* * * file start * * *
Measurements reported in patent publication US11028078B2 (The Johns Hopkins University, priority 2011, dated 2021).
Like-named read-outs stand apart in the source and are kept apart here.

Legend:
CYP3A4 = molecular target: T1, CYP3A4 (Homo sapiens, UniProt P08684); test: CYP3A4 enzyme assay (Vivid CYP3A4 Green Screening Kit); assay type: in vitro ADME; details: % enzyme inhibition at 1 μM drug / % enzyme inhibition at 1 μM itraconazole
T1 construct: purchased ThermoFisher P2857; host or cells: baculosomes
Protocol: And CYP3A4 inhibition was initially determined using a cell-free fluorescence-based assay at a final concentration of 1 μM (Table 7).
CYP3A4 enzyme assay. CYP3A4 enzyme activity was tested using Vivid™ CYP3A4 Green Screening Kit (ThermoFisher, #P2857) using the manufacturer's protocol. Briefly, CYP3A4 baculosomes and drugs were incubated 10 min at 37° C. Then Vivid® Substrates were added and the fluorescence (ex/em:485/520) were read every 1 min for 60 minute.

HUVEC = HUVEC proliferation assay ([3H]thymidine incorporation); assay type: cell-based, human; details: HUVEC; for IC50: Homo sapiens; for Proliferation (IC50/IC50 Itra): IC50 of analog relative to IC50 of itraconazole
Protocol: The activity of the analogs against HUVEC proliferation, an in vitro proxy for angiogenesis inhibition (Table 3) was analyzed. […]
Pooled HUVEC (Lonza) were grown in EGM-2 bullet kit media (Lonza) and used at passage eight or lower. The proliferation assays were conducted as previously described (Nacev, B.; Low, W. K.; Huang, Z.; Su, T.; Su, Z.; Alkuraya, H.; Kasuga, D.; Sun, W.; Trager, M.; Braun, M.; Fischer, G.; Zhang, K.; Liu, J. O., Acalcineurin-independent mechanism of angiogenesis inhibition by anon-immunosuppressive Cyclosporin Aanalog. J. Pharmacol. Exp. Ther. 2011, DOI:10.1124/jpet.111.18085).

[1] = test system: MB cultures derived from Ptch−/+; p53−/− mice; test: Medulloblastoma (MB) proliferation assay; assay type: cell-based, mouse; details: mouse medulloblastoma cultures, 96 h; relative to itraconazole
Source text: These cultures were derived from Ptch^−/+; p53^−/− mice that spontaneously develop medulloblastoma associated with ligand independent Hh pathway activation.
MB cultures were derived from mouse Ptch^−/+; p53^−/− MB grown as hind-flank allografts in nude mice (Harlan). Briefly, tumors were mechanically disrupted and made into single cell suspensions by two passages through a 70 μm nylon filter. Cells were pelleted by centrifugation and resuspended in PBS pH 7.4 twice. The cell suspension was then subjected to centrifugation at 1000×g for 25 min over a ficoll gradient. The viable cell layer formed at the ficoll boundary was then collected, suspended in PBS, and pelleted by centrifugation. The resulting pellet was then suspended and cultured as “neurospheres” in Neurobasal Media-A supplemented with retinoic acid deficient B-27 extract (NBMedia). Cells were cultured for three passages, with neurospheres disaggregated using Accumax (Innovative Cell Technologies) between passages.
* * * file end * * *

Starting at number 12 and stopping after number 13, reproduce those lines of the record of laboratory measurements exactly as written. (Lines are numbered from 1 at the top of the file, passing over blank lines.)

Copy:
Source text: These cultures were derived from Ptch^−/+; p53^−/− mice that spontaneously develop medulloblastoma associated with ligand independent Hh pathway activation.
MB cultures were derived from mouse Ptch^−/+; p53^−/− MB grown as hind-flank allografts in nude mice (Harlan). Briefly, tumors were mechanically disrupted and made into single cell suspensions by two passages through a 70 μm nylon filter. Cells were pelleted by centrifugation and resuspended in PBS pH 7.4 twice. The cell suspension was then subjected to centrifugation at 1000×g for 25 min over a ficoll gradient. The viable cell layer formed at the ficoll boundary was then collected, suspended in PBS, and pelleted by centrifugation. The resulting pellet was then suspended and cultured as “neurospheres” in Neurobasal Media-A supplemented with retinoic acid deficient B-27 extract (NBMedia). Cells were cultured for three passages, with neurospheres disaggregated using Accumax (Innovative Cell Technologies) between passages.